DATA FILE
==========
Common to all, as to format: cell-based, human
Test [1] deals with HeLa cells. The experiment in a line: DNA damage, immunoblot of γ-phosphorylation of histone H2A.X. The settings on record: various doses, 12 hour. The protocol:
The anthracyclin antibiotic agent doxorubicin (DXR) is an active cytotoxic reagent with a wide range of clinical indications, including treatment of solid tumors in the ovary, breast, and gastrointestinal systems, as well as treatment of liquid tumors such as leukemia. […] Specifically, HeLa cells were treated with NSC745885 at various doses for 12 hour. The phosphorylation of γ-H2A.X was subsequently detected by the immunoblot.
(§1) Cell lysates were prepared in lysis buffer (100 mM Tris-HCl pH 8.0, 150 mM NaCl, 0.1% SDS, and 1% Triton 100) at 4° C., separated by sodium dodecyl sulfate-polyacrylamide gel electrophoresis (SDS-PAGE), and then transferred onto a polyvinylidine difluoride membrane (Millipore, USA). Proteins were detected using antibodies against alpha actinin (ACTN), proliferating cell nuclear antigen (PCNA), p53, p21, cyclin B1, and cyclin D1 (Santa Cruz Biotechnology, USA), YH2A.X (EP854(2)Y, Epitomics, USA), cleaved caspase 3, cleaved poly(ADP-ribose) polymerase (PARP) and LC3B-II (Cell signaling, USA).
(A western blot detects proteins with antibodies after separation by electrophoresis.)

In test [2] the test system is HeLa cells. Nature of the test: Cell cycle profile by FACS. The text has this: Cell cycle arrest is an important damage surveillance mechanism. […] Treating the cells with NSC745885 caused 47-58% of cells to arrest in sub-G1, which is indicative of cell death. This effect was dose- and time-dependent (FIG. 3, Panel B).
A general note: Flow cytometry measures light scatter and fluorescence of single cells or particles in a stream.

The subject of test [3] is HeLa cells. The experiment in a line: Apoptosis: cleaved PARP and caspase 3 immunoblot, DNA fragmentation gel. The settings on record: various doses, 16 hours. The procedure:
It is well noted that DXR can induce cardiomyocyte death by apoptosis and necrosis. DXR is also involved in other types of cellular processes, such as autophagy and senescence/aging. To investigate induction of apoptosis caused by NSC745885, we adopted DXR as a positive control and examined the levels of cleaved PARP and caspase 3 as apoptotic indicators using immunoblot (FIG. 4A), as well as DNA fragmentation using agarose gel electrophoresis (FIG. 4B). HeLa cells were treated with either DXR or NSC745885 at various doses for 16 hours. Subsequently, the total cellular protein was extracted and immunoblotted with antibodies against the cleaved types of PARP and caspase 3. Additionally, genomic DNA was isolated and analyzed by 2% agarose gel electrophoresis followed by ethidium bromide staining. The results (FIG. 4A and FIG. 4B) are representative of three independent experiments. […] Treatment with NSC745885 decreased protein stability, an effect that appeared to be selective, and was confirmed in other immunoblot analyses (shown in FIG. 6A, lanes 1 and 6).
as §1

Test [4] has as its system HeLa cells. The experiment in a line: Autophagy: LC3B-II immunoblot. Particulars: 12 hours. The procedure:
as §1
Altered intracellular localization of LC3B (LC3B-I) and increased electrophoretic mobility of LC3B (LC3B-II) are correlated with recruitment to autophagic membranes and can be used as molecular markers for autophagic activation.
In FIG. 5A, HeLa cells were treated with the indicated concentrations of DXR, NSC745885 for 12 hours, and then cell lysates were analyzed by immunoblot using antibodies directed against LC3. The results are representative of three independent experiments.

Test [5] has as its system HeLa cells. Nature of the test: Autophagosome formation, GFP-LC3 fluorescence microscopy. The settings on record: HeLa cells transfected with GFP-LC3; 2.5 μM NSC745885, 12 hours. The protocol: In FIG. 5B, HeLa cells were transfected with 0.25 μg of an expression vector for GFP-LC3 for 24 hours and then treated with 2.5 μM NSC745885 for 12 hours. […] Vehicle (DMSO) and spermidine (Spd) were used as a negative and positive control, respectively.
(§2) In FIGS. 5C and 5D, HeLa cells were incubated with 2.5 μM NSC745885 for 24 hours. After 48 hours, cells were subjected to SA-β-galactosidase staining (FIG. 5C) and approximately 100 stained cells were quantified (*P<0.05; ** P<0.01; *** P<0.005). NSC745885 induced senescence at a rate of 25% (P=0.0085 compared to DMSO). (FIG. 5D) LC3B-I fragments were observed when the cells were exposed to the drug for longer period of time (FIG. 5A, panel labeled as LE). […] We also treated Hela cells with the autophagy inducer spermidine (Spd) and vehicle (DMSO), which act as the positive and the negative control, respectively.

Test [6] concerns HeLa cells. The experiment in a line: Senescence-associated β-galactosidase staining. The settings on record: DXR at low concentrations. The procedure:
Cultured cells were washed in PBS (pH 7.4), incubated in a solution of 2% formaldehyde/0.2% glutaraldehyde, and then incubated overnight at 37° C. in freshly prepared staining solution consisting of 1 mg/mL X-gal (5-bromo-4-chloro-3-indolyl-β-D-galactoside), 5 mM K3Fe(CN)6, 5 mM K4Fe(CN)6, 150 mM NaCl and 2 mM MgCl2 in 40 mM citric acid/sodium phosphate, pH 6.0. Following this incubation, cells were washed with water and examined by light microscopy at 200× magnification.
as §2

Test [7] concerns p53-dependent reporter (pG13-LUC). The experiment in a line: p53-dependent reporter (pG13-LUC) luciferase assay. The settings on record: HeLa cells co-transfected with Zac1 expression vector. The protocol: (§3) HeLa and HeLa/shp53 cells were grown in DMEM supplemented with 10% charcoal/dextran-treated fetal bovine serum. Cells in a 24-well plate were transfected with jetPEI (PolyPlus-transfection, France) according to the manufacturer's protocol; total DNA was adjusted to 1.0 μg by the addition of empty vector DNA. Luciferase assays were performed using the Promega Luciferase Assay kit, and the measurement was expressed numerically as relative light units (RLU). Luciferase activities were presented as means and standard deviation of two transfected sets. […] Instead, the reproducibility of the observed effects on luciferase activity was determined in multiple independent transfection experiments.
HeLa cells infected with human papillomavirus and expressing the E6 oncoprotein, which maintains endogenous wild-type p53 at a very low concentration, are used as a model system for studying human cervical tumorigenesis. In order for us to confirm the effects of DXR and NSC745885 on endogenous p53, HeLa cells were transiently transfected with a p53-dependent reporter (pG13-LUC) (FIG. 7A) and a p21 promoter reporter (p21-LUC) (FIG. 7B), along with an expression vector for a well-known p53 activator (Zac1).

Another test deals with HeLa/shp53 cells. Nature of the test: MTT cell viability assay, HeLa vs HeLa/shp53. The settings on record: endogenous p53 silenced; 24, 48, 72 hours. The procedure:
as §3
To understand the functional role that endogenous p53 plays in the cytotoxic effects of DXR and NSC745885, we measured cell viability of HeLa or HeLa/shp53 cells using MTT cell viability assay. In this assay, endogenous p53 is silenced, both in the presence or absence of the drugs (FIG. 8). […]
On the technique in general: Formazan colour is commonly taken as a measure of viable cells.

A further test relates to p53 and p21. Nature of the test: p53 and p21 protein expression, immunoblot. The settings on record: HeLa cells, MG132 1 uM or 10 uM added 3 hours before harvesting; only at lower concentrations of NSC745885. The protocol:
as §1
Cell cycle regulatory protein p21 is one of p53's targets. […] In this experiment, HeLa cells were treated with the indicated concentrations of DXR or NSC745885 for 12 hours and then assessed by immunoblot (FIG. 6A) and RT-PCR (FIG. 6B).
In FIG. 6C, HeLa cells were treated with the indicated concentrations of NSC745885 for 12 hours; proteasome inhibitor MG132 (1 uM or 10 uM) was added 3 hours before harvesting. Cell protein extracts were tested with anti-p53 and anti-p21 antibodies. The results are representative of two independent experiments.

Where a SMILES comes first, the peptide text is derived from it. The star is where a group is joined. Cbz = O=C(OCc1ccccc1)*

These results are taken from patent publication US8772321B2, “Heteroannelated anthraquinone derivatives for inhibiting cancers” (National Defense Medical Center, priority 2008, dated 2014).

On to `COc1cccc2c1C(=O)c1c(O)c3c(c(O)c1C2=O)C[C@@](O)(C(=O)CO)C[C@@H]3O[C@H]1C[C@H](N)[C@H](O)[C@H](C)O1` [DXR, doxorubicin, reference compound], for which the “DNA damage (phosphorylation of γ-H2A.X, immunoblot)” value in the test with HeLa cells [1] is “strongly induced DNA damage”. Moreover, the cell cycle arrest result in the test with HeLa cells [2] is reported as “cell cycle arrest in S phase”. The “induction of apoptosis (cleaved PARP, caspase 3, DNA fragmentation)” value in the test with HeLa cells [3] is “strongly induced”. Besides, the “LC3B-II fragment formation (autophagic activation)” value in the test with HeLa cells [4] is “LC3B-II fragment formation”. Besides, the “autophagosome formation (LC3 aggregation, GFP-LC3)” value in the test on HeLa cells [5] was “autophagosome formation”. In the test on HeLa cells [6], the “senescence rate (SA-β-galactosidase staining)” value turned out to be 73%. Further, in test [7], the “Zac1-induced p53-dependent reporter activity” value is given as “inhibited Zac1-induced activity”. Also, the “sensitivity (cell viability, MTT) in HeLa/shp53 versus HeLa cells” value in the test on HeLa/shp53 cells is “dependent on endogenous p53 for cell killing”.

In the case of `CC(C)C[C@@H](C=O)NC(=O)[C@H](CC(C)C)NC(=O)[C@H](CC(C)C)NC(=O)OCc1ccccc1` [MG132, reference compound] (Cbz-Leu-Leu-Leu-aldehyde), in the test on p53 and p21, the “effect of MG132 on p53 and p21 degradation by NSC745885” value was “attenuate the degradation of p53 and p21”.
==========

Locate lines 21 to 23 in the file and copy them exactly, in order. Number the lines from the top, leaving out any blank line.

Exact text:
HeLa cells infected with human papillomavirus and expressing the E6 oncoprotein, which maintains endogenous wild-type p53 at a very low concentration, are used as a model system for studying human cervical tumorigenesis. In order for us to confirm the effects of DXR and NSC745885 on endogenous p53, HeLa cells were transiently transfected with a p53-dependent reporter (pG13-LUC) (FIG. 7A) and a p21 promoter reporter (p21-LUC) (FIG. 7B), along with an expression vector for a well-known p53 activator (Zac1).

Another test deals with HeLa/shp53 cells. Nature of the test: MTT cell viability assay, HeLa vs HeLa/shp53. The settings on record: endogenous p53 silenced; 24, 48, 72 hours. The procedure:
as §3